Excerpt from Studien Und Plaudereien I ask: Ist dieses Buch grun? (is this book green?) The pupil will. Perhaps answer (having heard the word J a before): J a, and awaiting a further answer, I make him understand that he must repeat the whole sentence, J a, dieses Buch ist grim. Then, taking a brown book again, I ask: Ist dieses Buch grim? And a bright pupil will surely answer, N ein, dieses Buch ist nicht grim. About the Publisher Forgotten Books publishes hundreds of thousands of rare and classic books. Find more at www.forgottenbooks.com This book is a reproduction of an important historical work. Forgotten Books uses state-of-the-art technology to digitally reconstruct the work, preserving the original format whilst repairing imperfections present in the aged copy. In rare cases, an imperfection in the original, such as a blemish or missing page, may be replicated in our edition. We do, however, repair the vast majority of imperfections successfully; any imperfections that remain are intentionally left to preserve the state of such historical works.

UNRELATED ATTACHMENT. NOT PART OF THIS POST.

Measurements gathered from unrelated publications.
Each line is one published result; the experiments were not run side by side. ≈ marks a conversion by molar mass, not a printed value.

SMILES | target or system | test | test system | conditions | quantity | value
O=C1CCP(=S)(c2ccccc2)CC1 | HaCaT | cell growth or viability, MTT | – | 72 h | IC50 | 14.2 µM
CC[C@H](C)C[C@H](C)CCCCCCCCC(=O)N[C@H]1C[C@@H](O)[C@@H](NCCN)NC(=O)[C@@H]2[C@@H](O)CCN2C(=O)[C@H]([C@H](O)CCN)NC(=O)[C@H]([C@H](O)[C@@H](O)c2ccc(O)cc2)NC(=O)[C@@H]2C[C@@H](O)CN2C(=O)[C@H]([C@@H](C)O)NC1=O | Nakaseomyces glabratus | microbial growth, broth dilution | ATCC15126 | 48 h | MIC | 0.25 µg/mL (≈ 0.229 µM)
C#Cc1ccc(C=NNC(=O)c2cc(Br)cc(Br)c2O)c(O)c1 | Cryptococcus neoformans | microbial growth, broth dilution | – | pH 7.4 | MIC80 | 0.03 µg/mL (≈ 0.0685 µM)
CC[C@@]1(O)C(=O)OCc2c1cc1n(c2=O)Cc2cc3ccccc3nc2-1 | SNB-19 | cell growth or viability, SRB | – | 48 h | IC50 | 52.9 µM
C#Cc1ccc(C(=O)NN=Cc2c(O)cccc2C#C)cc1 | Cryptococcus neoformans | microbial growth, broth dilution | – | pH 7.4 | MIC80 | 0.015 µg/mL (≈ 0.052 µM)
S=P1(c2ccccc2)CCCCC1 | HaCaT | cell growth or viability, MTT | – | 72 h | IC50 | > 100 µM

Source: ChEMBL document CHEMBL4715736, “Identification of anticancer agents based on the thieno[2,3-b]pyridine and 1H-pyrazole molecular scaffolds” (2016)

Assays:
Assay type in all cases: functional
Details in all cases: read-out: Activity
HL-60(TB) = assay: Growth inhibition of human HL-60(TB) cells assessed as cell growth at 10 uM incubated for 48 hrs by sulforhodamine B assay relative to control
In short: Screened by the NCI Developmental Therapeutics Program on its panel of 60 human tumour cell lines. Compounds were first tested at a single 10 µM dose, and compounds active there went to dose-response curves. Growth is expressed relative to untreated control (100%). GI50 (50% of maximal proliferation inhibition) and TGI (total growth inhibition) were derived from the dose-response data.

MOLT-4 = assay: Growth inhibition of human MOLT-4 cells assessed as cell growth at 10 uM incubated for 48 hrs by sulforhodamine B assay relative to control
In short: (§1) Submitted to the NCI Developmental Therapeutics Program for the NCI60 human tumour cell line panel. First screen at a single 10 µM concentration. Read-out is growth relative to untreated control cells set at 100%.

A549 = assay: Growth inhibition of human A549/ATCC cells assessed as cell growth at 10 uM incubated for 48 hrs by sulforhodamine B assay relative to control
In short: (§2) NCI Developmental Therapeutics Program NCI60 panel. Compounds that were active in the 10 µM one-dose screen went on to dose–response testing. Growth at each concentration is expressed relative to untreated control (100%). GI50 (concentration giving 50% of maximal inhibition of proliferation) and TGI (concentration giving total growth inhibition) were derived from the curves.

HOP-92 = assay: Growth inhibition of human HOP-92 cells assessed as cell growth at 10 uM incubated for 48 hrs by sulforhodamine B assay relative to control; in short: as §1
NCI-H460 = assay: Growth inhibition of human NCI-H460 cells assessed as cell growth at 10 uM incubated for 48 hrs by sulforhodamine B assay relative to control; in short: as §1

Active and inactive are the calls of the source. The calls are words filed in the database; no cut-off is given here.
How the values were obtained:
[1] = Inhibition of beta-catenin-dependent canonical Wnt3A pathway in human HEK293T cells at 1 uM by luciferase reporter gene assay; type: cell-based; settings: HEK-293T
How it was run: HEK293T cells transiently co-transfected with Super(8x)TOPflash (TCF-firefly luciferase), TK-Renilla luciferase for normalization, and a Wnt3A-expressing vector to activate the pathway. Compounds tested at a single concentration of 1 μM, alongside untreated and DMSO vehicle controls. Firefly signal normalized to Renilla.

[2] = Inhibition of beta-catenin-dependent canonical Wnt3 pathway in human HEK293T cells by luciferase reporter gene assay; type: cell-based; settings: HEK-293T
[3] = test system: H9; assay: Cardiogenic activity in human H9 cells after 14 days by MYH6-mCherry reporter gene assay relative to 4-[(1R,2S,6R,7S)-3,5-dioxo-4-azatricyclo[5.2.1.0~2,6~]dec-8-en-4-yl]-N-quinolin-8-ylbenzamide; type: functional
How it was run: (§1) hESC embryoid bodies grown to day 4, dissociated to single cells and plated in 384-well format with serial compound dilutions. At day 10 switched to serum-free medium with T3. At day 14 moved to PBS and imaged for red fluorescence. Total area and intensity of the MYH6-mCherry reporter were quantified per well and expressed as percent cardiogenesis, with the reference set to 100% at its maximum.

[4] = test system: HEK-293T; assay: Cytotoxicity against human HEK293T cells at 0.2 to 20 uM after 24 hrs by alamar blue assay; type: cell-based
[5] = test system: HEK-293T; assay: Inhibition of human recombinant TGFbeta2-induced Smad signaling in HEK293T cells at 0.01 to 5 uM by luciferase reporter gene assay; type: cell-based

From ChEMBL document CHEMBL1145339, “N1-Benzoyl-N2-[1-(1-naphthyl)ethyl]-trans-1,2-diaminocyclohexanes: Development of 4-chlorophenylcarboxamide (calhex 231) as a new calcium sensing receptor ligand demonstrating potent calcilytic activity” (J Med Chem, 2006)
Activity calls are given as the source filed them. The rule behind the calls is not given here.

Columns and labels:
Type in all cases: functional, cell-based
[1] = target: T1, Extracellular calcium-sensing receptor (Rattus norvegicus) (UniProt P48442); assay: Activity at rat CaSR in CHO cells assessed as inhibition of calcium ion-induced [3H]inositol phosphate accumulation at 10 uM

To settle a quarrel between three hens, the king must choose which one lays the most beautiful egg.
Author: Michael D. Gordin
Publisher: University of Chicago Press